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              Current status and challenges of antiretroviral research and therapy.

              Twenty-five years after the discovery of the therapeutic activity of azidothymidine (AZT), the first antiretroviral drug used in the clinic, infection with the human immunodeficiency virus (HIV) has become, at least in the industrialized world, a manageable chronic disease with a significant improvement in life expectancy and quality. Nevertheless, the number of new infections worldwide continues to rise, particularly in women, and effective drug treatments have not yet reached the vast majority of infected individuals in resource-limited countries. The current status of antiretroviral therapy is therefore encouraging, but significant challenges remain. Although highly active antiretroviral therapy (HAART) provides durable control of virus replication in many patients, it is not devoid of unwanted secondary effects, some of which are now surfacing in aging populations under long-term treatment. The emergence of multidrug resistance and transmission of drug-resistant HIV strains limit the clinical efficacy of current therapy. Further simplification of treatment and identification of more effective drug combinations are needed to improve patient adherence, the most significant cause of treatment failure. Finding new drugs and novel drug targets may lead to redefining the goals of antiretroviral therapy, with an attempt to achieve the ultimate objective: the eradication of infection. Preclinical and clinical biomedical research, rational drug design and a close collaboration with regulatory agencies to set standards for the transition of new treatment concepts into the clinic will be the cornerstones of future progress. This special issue of Antiviral Research [85(1), 2010] highlights the principal milestones of antiretroviral research over 25 years of drug discovery and development and offers a comprehensive analysis by leading experts of the efforts being made to meet the challenges of effective control of HIV infection. This article forms part of a special issue of Antiviral Research marking the 25th anniversary of antiretroviral drug discovery and development, vol. 85, issue 1, 2010. Copyright 2009 Elsevier B.V. All rights reserved.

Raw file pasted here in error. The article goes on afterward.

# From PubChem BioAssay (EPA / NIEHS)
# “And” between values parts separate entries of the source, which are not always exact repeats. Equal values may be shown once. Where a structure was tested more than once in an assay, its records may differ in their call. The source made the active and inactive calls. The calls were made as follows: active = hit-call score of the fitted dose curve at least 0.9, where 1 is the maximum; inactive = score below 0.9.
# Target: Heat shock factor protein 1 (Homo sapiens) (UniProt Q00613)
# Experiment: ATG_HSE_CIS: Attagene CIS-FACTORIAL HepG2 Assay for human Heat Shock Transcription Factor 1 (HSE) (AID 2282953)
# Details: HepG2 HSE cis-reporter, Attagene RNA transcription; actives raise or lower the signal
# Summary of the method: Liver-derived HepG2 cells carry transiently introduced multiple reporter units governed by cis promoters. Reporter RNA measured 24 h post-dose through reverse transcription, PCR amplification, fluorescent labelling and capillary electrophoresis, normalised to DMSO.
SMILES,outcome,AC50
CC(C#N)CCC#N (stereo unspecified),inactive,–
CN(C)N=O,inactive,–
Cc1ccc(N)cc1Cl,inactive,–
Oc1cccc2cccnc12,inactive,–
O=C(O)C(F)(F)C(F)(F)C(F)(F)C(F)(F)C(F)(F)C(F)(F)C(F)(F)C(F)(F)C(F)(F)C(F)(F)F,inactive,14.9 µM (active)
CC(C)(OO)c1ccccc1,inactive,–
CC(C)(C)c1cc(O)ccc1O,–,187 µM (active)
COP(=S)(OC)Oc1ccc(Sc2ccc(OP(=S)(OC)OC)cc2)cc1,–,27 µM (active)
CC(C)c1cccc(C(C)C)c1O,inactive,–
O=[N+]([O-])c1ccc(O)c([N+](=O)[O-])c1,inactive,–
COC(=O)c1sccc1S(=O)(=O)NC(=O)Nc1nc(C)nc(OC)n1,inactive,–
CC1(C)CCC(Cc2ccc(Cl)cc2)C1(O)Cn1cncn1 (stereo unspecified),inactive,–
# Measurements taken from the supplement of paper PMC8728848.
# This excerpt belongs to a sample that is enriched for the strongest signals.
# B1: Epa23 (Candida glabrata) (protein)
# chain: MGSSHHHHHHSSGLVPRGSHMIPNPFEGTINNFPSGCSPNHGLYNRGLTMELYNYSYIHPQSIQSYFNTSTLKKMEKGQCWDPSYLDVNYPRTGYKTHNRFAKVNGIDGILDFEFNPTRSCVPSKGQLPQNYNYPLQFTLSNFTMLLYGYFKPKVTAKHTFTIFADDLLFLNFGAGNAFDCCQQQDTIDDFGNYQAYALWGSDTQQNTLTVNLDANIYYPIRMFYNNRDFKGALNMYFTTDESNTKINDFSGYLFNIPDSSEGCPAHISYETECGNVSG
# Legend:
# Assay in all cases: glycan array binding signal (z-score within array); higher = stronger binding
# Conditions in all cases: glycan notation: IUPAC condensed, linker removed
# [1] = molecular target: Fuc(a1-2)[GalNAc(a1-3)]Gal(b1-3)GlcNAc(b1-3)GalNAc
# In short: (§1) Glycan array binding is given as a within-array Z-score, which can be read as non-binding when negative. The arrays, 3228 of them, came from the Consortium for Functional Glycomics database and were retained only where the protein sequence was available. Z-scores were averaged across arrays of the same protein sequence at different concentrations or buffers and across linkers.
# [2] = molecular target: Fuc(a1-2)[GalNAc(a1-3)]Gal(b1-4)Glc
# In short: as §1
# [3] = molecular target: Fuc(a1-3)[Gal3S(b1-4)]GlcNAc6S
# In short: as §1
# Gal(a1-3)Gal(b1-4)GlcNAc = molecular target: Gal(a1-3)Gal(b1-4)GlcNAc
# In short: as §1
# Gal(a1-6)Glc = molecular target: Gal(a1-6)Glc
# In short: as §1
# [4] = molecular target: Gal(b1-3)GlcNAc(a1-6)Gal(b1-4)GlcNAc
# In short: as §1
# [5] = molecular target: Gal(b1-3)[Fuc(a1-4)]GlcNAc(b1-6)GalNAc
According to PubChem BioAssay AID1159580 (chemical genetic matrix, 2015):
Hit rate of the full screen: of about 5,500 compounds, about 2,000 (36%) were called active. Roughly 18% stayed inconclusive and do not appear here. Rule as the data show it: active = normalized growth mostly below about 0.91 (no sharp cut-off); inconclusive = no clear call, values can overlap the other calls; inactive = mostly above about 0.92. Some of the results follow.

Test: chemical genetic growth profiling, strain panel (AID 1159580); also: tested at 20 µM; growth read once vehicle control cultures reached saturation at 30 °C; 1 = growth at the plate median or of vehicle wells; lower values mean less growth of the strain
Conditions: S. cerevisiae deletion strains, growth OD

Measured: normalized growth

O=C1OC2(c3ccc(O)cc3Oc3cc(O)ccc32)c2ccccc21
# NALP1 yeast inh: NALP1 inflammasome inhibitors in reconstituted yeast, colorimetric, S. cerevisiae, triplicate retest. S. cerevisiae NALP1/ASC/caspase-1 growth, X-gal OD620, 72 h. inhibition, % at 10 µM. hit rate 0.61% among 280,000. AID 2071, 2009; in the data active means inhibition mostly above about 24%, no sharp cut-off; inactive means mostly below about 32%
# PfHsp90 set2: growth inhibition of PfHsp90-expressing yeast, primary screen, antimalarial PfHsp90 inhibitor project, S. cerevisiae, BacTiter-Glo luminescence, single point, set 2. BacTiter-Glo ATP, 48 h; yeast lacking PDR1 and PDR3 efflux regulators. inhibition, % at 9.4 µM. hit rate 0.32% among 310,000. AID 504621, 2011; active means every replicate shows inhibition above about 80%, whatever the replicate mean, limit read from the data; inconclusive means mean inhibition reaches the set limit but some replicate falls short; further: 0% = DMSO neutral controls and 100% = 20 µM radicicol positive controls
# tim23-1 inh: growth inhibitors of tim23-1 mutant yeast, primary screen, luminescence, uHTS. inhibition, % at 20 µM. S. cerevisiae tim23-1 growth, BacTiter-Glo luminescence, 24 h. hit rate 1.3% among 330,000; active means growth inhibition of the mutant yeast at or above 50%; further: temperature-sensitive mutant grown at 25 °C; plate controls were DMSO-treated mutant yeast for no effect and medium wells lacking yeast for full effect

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                Author and article information

                Journal
                Drug Des Devel Ther
                Drug Des Devel Ther
                Drug Design, Development and Therapy
                Drug Design, Development and Therapy
                Dove Medical Press
                1177-8881
                2015
                23 October 2015
                : 9
                : 5763-5769
                Affiliations
                [1 ]Department of Medicine, Faculty of Medicine, Chulalongkorn University, Bangkok, Thailand
                [2 ]The HIV Netherlands Australia Thailand (HIV-NAT) Research Collaboration, The Thai Red Cross AIDS Research Center, Bangkok, Thailand
                Author notes
                Correspondence: Kiat Ruxrungtham, The HIV Netherlands Australia Thailand (HIV-NAT) Research Collaboration, The Thai Red Cross AIDS Research Center, 104 Rajdumri Road, Pathumwan, Bangkok 10330, Thailand, Tel +66 2 255 7335, Fax +66 2 252 5779, Email rkiat@ 123456chula.ac.th
                Article
                dddt-9-5763
                10.2147/DDDT.S63989
                4627402
                © 2015 Putcharoen et al. This work is published by Dove Medical Press Limited, and licensed under Creative Commons Attribution – Non Commercial (unported, v3.0) License

                The full terms of the License are available at http://creativecommons.org/licenses/by-nc/3.0/. Non-commercial uses of the work are permitted without any further permission from Dove Medical Press Limited, provided the work is properly attributed.